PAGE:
This sort of view is a conservative staple that combines the conservative hatred of the notion that someone, somewhere may be receiving some benefit that said conservative is not with the macho baffoonery of being "tough on crime". Neither stance makes any sense, which is why the rest of America is fortunate to have a judicial system that makes sure such notions usually don't become law. As I've said in other posts, basic needs such as food, housing, clothing and medical care are the right of every American, regardless of circumstances. No country as materially wealthy and carelessly consumerist as the United States should ever tolerate the idea that a single American goes without the basics. A person who is incarcerated for a crime is being stripped of their rights and freedoms for a time as punishment for their offenses. Denying them medical care in order to save a few bucks is morally reprehensible and a violation of our American ideals.
Further, there is nothing "tough" about denying decent care to prisoners. They've been deprived of their liberty as punishment for their crimes and thus the government is responsible to provide them with the basic necessities that they can no longer seek on their own. Our prison system is horrific enough without adding the cruelty of discomfort or death due to denied medical care. No public good of any kind is served by such actions.

"Wisconsin tax payers already pay too much in taxes, so why should they have to pay for this sort of thing as well?

This complaint is slightly more complex than it seems at first, primarily because complaints about tax responsibilities are often legitimate. Wisconsin taxpayers pay quite a bit compared to the rest of the country, and that money is not always used to its best effect. However, as demonstrated above, the cost to provide four transgendered individuals with hormone treatments for a year is less than the cost of most used cars. Frugality is one thing, cruelty through penny-pinching is quite another.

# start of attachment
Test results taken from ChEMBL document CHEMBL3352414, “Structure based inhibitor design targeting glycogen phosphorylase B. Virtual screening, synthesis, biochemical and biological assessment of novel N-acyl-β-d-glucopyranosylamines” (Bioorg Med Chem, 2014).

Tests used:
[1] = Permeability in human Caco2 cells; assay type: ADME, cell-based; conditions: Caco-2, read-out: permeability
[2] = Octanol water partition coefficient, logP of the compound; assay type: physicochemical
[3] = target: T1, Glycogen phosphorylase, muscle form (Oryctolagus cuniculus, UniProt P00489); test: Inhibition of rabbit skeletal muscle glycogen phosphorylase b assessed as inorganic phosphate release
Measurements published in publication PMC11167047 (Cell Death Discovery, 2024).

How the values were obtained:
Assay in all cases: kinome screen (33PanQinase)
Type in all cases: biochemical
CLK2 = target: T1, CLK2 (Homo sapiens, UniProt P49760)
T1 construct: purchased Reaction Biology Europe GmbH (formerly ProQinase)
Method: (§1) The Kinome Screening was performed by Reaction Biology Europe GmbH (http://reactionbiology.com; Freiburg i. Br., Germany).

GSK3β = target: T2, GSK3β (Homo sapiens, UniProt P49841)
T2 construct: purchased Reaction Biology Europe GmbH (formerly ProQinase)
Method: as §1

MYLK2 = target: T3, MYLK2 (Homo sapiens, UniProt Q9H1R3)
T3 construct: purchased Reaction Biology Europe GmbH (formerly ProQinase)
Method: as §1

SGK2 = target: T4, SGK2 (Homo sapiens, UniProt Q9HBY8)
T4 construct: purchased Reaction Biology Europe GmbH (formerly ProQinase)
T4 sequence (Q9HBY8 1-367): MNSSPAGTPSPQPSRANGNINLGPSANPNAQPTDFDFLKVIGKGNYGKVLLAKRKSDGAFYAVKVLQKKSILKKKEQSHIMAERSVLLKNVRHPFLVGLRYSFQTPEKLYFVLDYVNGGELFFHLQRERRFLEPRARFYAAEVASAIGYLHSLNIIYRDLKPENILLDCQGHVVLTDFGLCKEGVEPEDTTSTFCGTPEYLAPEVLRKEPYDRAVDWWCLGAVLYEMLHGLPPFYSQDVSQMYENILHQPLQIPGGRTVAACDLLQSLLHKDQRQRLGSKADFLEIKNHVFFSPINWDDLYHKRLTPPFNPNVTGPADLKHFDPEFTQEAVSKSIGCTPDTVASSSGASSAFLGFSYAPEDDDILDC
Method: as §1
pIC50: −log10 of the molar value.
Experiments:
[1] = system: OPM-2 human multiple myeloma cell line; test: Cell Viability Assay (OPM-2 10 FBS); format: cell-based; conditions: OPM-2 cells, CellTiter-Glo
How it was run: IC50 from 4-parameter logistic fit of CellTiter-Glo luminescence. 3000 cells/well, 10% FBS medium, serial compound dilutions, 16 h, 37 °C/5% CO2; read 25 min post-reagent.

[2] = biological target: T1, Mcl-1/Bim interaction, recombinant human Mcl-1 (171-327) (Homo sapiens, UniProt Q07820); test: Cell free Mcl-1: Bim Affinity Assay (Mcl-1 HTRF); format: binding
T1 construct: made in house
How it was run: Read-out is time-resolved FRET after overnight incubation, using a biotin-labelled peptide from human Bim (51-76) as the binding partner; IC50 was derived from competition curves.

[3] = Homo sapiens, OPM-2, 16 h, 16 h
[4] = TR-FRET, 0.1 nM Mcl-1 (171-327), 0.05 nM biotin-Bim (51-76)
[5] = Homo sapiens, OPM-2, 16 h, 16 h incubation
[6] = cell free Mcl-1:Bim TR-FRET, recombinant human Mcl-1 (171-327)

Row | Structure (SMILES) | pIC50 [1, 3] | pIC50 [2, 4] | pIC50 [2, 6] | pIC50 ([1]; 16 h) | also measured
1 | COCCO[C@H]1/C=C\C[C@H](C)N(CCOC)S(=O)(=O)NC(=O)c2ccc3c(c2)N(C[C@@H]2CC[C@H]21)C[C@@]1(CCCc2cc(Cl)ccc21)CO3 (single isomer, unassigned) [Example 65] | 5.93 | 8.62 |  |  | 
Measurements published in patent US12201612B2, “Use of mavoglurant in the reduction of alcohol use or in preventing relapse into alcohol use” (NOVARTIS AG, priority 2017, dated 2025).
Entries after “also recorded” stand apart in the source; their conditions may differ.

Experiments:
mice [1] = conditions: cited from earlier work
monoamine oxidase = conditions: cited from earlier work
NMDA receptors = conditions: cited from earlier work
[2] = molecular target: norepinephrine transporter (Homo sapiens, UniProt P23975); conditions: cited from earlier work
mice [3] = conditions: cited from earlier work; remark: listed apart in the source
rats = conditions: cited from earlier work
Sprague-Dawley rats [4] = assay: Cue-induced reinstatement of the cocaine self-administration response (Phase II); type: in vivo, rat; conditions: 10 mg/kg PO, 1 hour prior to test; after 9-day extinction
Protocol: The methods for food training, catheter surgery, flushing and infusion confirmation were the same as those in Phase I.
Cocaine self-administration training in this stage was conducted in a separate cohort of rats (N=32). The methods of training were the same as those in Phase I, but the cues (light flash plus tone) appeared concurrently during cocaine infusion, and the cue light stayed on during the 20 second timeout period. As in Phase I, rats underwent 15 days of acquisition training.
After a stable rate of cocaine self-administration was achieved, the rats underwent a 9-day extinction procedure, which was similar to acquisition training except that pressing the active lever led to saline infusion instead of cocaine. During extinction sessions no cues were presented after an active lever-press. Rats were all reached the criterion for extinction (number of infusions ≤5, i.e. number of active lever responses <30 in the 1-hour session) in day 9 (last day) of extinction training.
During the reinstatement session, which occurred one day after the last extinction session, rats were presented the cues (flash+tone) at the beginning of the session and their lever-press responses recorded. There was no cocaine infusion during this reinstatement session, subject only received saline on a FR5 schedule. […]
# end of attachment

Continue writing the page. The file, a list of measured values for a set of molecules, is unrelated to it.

Furthermore, the issue isn't really the medical care, it's the people who are benefiting from the care. For many conservatives, gender identity issues are just a new spin on homosexuality and such conservatives refuse to recognize either as anything but deviant lifestyle choices. Bigoted, yes, but a matter of personal choice until the legislature gets involved. Even if conservative taxpayers in Wisconsin despise the transgendered with every bone in their bodies, they still don't have the right to deprive those individuals of basic medical care. That's one of purposes of taxes anyway; to make sure that unpopular but necessary services are provided for financially.

"There are plenty of poor people in Wisconsin who can't afford health care, so why should these people in jail get it on the taxpayer dime?"

This just about borders on a legitimate complaint, but unfortunately goes on to blame the wrong party. As established above, the transgendered folk in Wisconsin jails have a right to sound medical care under the Constitution. The problem of others in the state not having such health care coverage is a question that conservatives should be asking their Republican legislators. The problem isn't that the four transgendered inmates are getting a benefit they don't deserve. The problem is that the poor of Wisconsin aren't getting the benefits they do deserve. Conservative ideology in this case focuses on bringing down others to the same level of suffering instead of raising them up to a shared level of prosperity. The same argument seems to occur often in labor issues; many conservatives seem to think union members should lose their good benefits rather than everyone else gain those same benefits. It's a bleak worldview of shared suffering that, unfortunately, dovetails nicely into a certain prominent faith's belief in a reality of suffering.

It's disheartening to imagine the kind of cynical political calculus the Republicans used to come up with an egregious law like this one. It's clearly a grade-school bully mentality, designed to score cheap political points at the expense of a misunderstood and mistreated minority. Where the dividing line once was race, now it's sexuality and gender issues. Regardless, it's still rank bigotry and the Republicans who sponsored this bill, along with our trying-too-hard-to-be-Centrist governor who signed it into law, should hang their heads in shame. They are pandering to a majority view that has no social value or moral framework other than contempt and loathing for those who are different. The Bill of Rights was written for the protection of just such Americans as these four affected by this misguided law. The denial of medical treatment is cruel and unusual punishment and has no place in Wisconsin or anywhere else.